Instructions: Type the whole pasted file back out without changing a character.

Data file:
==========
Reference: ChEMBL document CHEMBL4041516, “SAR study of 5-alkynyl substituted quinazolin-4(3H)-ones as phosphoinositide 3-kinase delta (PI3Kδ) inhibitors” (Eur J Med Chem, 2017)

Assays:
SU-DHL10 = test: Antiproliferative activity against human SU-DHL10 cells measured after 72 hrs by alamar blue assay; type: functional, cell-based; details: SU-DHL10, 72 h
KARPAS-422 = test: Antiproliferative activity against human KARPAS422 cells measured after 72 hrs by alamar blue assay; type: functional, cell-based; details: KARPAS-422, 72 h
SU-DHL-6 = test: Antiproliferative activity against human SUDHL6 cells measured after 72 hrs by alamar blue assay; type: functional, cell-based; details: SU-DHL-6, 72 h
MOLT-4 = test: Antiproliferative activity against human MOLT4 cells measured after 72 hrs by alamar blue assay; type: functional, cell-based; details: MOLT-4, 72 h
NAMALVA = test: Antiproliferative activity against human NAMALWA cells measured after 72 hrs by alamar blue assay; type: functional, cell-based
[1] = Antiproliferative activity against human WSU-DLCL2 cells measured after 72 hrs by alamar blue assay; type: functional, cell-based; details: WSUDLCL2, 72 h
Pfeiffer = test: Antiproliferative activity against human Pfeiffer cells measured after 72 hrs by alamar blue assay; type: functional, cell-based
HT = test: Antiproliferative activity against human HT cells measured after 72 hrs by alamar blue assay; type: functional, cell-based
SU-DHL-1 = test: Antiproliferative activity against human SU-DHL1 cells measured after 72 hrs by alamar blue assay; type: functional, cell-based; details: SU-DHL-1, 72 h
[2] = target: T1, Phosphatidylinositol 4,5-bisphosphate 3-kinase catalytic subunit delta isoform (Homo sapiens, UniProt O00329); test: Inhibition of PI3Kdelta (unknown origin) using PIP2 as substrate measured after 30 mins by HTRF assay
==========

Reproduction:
Reference: ChEMBL document CHEMBL4041516, “SAR study of 5-alkynyl substituted quinazolin-4(3H)-ones as phosphoinositide 3-kinase delta (PI3Kδ) inhibitors” (Eur J Med Chem, 2017)

Assays:
SU-DHL10 = test: Antiproliferative activity against human SU-DHL10 cells measured after 72 hrs by alamar blue assay; type: functional, cell-based; details: SU-DHL10, 72 h
KARPAS-422 = test: Antiproliferative activity against human KARPAS422 cells measured after 72 hrs by alamar blue assay; type: functional, cell-based; details: KARPAS-422, 72 h
SU-DHL-6 = test: Antiproliferative activity against human SUDHL6 cells measured after 72 hrs by alamar blue assay; type: functional, cell-based; details: SU-DHL-6, 72 h
MOLT-4 = test: Antiproliferative activity against human MOLT4 cells measured after 72 hrs by alamar blue assay; type: functional, cell-based; details: MOLT-4, 72 h
NAMALVA = test: Antiproliferative activity against human NAMALWA cells measured after 72 hrs by alamar blue assay; type: functional, cell-based
[1] = Antiproliferative activity against human WSU-DLCL2 cells measured after 72 hrs by alamar blue assay; type: functional, cell-based; details: WSUDLCL2, 72 h
Pfeiffer = test: Antiproliferative activity against human Pfeiffer cells measured after 72 hrs by alamar blue assay; type: functional, cell-based
HT = test: Antiproliferative activity against human HT cells measured after 72 hrs by alamar blue assay; type: functional, cell-based
SU-DHL-1 = test: Antiproliferative activity against human SU-DHL1 cells measured after 72 hrs by alamar blue assay; type: functional, cell-based; details: SU-DHL-1, 72 h
[2] = target: T1, Phosphatidylinositol 4,5-bisphosphate 3-kinase catalytic subunit delta isoform (Homo sapiens, UniProt O00329); test: Inhibition of PI3Kdelta (unknown origin) using PIP2 as substrate measured after 30 mins by HTRF assay